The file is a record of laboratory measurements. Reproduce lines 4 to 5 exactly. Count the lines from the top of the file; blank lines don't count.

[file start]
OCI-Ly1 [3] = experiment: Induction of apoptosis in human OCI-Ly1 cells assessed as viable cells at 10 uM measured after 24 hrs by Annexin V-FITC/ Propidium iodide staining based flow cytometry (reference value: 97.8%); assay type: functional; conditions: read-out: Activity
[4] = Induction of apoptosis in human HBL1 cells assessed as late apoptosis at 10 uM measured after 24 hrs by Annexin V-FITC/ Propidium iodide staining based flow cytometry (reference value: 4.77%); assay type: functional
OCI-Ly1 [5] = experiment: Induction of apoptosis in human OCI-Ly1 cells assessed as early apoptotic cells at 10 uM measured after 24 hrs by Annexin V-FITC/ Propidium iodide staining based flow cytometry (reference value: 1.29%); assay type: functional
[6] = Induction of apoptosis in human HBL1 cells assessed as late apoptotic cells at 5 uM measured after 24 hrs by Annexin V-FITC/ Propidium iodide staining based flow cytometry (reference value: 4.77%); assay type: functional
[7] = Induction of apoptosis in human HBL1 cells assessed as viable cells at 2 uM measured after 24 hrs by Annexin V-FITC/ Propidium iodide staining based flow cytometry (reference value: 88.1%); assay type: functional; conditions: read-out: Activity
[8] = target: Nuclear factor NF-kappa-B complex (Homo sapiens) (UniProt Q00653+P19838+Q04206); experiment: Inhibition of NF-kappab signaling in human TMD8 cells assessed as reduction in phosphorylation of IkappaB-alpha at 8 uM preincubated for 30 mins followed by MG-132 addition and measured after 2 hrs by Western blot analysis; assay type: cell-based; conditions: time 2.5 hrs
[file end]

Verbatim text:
[6] = Induction of apoptosis in human HBL1 cells assessed as late apoptotic cells at 5 uM measured after 24 hrs by Annexin V-FITC/ Propidium iodide staining based flow cytometry (reference value: 4.77%); assay type: functional
[7] = Induction of apoptosis in human HBL1 cells assessed as viable cells at 2 uM measured after 24 hrs by Annexin V-FITC/ Propidium iodide staining based flow cytometry (reference value: 88.1%); assay type: functional; conditions: read-out: Activity